Video transcript for Gerrit's story Gerrit’s story: What keeps Gold-level rider Gerrit coming back for more?
(Motorcyclist riding around corner. Cuts to wide view of motorbike riding around corner quickly. Cuts to motorbike riding into camera. Cuts to motorcyclist riding around corner. Cuts to group of motorcyclists following each other around a corner. Cuts to group of motorcyclists riding in the rain. Cuts to motorcyclist straightening up after coming through a bend. Cuts to motorcyclist riding at night with headlights on. Goes to black screen, text appears “Come Ride With Me – Gerrit’s Story”. Cuts to rider putting on their motorcycle helmet. Cuts to Gerrit talking to camera. Text on bottom left reads: “Gerrit – Gold Certified Rider”.)
Person 1: I’ve been riding motorcycles for about 36 years.
(Close up of hand holding handle bars. Cuts to Gerrit sitting on his bike. Close up of foot on pedal. Bike rides off.)
Person 1: Started off at school having a 50cc, but you learn to respect your ride regardless of whether it’s a powerful bike or not.
(Aerial view of rider riding off. Cuts to rider riding towards camera. Cuts to Gerrit talking to camera.)
Person 1: Moving to New Zealand, I brought my bike from South Africa, and the bond with my motorcycle was key.
(Motorcycle coming towards camera and passing it. View of Gerrit as he’s riding. Wide view of Gerrit riding towards camera. Bike riding in different locations.)
Person 1: Getting out on my bike on a good day is a wonderful experience. You get to see some beautiful countryside, you enjoy the ride, it’s great.
(Gerrit talking to camera. View of Gerrit as he’s riding. Bike rising around corner.)
Person 1: My first course that I did was a Bronze course and that was purely to pick up skill, and then moving on to the Silver ones, learning some new skills.
(Instructor talking to classroom of riders. Cuts to Gerrit and other riders watching and listening, then back to the instructor.)
Person 2: The value of collective knowledge in the room, not just me. It’s about what you know and what you don’t as well. So we learn from each other’s experiences.
(Cuts to Gerrit listening to instructor. Cuts to instructor standing in front of presentation screen. Close up of screen.)
Person 1: I think that classroom experience was good, cause it sort of set the scene and the reason why we were doing the training in the first place.
(Cuts to Gerrit talking to group. Cuts to view of course booklet, then to instructor talking to presentation. Cuts to Gerrit talking to the group. View of instructor talking to screen.)
Person 1: I do consider myself a fair weather biker though. That’s maybe part of the reason why I keep coming back for some of these courses. You sometimes lose a bit of the ability to keep yourself and others around you safe.
(Cuts to group weaving between cones. Other riders watching. Close up of rider practicing. Rear view of instructor teaching. Cuts to instructor watching riders. Close up of bike wheels while manoeuvring towards camera.)
Person 1: And then getting out doing the slow manoeuvres, that’s not something that you practice every day so that was quite good, and get a good few tips and tricks from some of the other guys to see what they do and how they approach some of those things.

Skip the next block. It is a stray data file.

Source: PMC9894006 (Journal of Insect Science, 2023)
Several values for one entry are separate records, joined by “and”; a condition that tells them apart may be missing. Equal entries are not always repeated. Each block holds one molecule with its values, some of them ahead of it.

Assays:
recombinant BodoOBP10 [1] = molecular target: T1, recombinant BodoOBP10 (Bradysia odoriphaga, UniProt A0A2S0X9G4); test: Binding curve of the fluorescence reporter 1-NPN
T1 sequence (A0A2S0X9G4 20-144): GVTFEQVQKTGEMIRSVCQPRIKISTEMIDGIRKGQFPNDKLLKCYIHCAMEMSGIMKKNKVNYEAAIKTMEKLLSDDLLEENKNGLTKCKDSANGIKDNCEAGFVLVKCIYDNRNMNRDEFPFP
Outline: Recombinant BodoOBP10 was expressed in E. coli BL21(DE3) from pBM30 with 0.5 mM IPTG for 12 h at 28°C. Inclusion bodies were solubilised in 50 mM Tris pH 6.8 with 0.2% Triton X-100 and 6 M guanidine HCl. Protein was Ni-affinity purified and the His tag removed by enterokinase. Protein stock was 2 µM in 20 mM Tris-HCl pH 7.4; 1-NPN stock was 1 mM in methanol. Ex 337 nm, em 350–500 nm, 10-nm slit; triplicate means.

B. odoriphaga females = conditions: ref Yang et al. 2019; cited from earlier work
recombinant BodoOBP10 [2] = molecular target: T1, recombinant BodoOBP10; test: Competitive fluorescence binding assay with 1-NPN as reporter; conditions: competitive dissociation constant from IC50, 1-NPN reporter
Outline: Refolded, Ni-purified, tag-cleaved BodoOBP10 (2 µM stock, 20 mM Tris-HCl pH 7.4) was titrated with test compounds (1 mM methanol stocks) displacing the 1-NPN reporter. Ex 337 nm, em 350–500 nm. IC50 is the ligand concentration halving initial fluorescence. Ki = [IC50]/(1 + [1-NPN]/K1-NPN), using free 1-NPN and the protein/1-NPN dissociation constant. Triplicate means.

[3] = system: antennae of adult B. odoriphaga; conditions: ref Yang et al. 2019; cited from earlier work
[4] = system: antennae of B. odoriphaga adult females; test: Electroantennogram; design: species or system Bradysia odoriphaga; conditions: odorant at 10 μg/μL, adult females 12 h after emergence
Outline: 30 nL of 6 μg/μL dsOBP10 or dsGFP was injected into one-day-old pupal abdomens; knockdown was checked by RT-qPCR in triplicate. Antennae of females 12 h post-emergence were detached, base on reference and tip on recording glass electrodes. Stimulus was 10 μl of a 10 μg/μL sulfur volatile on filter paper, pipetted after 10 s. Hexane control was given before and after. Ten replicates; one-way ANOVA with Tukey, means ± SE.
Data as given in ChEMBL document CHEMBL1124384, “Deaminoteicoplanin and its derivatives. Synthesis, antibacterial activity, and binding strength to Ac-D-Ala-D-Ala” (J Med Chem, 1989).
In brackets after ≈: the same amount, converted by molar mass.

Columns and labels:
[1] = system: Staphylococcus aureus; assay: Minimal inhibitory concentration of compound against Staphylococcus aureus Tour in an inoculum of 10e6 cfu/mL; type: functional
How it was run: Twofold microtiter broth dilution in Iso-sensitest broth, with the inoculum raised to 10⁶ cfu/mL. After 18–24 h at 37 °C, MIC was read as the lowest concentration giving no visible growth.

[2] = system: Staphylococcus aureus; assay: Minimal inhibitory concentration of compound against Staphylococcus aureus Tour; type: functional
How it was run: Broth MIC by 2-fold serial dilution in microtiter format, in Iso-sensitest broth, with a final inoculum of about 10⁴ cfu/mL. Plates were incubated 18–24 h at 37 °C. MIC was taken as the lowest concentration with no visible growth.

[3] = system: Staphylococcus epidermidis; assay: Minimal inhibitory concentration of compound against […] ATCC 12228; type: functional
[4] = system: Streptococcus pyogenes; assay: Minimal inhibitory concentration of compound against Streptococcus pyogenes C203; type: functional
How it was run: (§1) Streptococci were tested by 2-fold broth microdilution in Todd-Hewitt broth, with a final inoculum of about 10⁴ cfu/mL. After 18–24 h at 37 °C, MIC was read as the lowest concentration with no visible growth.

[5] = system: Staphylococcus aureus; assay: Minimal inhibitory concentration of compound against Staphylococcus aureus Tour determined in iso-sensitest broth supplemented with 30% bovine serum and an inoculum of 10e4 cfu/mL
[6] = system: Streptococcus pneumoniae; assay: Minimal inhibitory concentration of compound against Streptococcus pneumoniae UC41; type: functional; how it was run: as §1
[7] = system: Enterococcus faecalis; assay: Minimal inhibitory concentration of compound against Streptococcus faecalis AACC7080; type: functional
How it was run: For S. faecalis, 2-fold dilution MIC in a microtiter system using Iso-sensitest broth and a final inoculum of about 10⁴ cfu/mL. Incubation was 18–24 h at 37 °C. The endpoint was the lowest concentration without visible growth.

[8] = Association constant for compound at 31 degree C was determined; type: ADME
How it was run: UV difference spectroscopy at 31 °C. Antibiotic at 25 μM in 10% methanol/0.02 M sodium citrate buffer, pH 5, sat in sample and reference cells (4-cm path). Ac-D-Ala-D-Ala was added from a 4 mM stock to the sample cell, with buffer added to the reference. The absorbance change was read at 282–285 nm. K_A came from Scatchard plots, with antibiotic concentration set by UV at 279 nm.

(Cuts to Gerrit talking to camera. Cuts to group of motorcyclists riding in rain.)
Person 1: Being in Wellington, it’s always a bit of a challenge with rain and wind, which is two of the most daunting things that you can probably face. Doing the Gold course with Peter yesterday was exactly that. It was a pretty rainy day. There wasn’t too much wind, but it was wet.
(Cuts to Gerrit talking to camera. Cuts to view of Gerrit as he is riding. View of group riding past the camera, rear view of riders.)
Person 1: Having intercom connectivity and him taking us through the hazards, the dangers, the vanishing point and everything that we’ve spoken about in the classroom, it was really great to put it all into practice.
(Gerrit talking to camera, close up of biker riding towards camera in rain. Cuts to group of riders riding past camera. Rider coming towards camera in the rain. Gerrit talking to camera.)
Person 1: The rain was coming down, and there was quite a few things you had to keep in mind and deal with at the time. But that’s what motorcycle riding is all about, and you need to make sure that you follow all of those to stay safe.
(Cuts to group riding towards and past camera. Group riding towards camera. Rear view of group riding. Riders riding around corner, past camera. Cuts to Gerrit talking to camera.)
Person 1: I’ve definitely improved some of my skills in the cornering, especially in the wet conditions. And funny enough, some of the slow manoeuvres that we’ve learned in the car park, I could actually apply some of that knowledge in the cornering, like body positioning and things like that, that was helping me to go through those corners at the wet conditions.
(Cuts to the instructor talking to the group.)
Person 2: Have run at about maybe 60K, something like that.
(Cuts to biker riding towards camera and stopping. Different view of rider stopping.)
Person 1: I think there’s some real good value in doing some of these Ride Forever courses, depending on your skill.
(Group of riders riding across overpass, riding towards camera. Gerrit talking to camera. Group of riders riding past camera. Gerrit talking to camera.)
Person 1: As an experienced rider myself, I’ve done a few of these courses, and every time I’ve learned something to just prevent you from being in an accident or keeping you safe and other people on the road safe. I think it’s absolutely worthwhile. Why wouldn’t you do it?
(Cuts to black screen. Text appears “Sign up now. RideForever.co.nz.)